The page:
Cityscape also plans to build a 251-unit apartment complex in the East End near The Summit. It recently started leasing apartments at its 312-unit complex on Preston Highway past the Gene Snyder Freeway. —Caitlin Bowling
Humana exec’s $1.8 million haul
A senior Humana exec had a very lucrative start to the new year.
According to filings with the Securities and Exchange Commission, Timothy S. Huval, senior vice president and human resources officer, acquired 21,709 shares.
He sold 9,940 of those at a price of just over $179. That’s a gain of $1.78 million.
In the last few days, most of Humana’s board of directors – W. Roy Dunbar, William J. McDonald, Frank A. D’Amelio, David A. Jones Jr., David B. Nash, Kurt J. Hilzinger, James J. O’Brien, William Mitchell, Marissa T. Peterson – also received 870 shares, according to SEC filings. The shares have a current value of about $15,000. Most of the directors received restricted stock, which vests Dec. 31. —Boris Ladwig
Stocks take a beating
Speaking of stocks: The markets had a terrible week, with the S&P 500 dropping 4.5 percent in the first four trading days of the year.
On Monday, the first trading day of the year, the Dow plunged more than 400 points before recovering slightly. Weak manufacturing data had caused stocks in China to slide 7 percent, triggering a halt in trading. On Thursday, again after a halt in trading in China, the Dow fell nearly another 400 points.
However, a local financial planner told IL that for most local investors, the jittery market should mean little to nothing.
Brown-Forman master distiller named to top industry post
Brown-Forman Master Distiller Chris Morris has been named chairman of the Kentucky Distillers’ Association.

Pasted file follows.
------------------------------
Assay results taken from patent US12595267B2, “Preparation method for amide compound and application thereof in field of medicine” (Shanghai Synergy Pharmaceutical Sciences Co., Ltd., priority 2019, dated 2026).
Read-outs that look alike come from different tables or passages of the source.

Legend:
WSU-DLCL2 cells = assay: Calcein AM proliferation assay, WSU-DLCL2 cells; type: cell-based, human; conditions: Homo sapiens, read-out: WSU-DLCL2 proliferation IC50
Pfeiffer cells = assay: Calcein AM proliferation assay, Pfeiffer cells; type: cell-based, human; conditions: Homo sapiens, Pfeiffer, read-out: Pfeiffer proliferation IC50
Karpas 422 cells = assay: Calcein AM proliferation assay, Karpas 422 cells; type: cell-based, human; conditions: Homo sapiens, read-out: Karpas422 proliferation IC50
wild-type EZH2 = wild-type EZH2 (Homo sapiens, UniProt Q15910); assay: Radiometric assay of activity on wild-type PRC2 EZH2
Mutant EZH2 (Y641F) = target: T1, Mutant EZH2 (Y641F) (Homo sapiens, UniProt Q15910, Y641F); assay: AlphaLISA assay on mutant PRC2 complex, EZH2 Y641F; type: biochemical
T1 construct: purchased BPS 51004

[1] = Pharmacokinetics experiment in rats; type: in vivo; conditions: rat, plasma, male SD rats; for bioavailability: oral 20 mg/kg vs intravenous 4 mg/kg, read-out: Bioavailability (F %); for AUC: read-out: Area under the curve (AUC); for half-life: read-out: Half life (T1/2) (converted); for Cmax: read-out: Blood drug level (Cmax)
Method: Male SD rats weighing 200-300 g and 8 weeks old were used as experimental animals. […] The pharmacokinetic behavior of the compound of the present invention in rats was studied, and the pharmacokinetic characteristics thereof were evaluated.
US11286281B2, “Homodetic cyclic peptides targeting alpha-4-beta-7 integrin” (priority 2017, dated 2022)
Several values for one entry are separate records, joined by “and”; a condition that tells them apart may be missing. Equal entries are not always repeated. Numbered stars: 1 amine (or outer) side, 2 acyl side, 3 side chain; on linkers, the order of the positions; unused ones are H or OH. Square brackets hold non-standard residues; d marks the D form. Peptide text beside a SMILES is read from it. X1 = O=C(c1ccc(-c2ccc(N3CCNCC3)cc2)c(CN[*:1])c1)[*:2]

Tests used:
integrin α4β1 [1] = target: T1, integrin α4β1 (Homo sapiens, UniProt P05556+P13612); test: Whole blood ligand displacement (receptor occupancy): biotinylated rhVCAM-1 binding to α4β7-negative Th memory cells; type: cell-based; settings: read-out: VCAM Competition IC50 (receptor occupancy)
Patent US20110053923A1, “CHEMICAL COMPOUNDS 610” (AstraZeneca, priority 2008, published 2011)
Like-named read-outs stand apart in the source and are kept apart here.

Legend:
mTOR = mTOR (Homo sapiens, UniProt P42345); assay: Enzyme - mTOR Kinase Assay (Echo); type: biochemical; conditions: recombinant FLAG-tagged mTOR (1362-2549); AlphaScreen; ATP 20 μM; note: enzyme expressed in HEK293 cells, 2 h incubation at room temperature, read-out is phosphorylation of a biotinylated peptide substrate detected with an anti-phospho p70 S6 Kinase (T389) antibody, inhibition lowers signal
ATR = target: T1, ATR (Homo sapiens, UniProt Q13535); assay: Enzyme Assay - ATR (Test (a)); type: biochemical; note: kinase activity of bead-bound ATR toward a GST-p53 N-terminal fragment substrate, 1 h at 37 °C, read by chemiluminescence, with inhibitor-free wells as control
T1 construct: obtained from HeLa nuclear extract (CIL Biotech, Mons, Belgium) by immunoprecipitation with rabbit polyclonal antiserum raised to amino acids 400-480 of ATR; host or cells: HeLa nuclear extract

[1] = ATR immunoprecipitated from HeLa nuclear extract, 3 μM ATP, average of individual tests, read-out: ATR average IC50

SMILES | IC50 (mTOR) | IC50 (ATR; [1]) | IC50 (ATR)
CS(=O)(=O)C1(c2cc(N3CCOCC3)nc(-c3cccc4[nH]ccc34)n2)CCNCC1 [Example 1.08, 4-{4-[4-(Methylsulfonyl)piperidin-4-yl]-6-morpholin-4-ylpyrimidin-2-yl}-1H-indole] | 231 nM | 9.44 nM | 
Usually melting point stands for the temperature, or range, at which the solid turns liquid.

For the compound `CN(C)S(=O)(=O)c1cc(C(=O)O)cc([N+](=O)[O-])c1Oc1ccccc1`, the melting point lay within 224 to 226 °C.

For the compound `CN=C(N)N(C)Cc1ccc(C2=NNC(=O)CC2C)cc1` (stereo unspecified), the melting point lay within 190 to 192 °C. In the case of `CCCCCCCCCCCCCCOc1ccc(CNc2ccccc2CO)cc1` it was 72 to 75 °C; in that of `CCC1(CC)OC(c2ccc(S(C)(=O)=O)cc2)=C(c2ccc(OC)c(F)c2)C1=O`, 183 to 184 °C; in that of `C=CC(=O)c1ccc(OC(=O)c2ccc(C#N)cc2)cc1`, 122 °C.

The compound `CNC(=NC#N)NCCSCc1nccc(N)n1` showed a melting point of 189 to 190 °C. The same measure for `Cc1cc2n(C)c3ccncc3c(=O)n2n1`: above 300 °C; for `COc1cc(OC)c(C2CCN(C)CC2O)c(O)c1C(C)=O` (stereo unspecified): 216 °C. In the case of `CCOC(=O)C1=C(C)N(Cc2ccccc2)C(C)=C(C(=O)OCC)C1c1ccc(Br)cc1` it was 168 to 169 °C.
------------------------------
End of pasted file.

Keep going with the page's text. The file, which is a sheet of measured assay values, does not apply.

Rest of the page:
The organization, which traces its roots to 1880 and promotes all things Bourbon, announced its new board officers and directors this week.
It said Morris is “an acknowledged authority on Bourbon and Kentucky history who is celebrating his 40th year in the industry.”
Morris said in the release, “It is especially a treat to serve as KDA Chair in 2016 because we will see more exciting events and programs that emphasize the heritage and great taste of Kentucky Bourbon.”
The KDA said its membership produces 90 percent of the world’s Bourbon and that Kentucky Bourbon “is one of the Commonwealth’s most historic and treasured industries, a thriving $3 billion economic engine that generates more than 15,400 jobs with an annual payroll topping $700 million,” the organization said.
The KDA also said that the industry produced 1.3 million barrels in 2014, the highest number since 1970. Figures for 2015 will be released this spring.
KDA President Eric Gregory said, “The Golden Age of Kentucky Bourbon is just beginning, and we are honored to be part of this historic renaissance.”—Boris Ladwig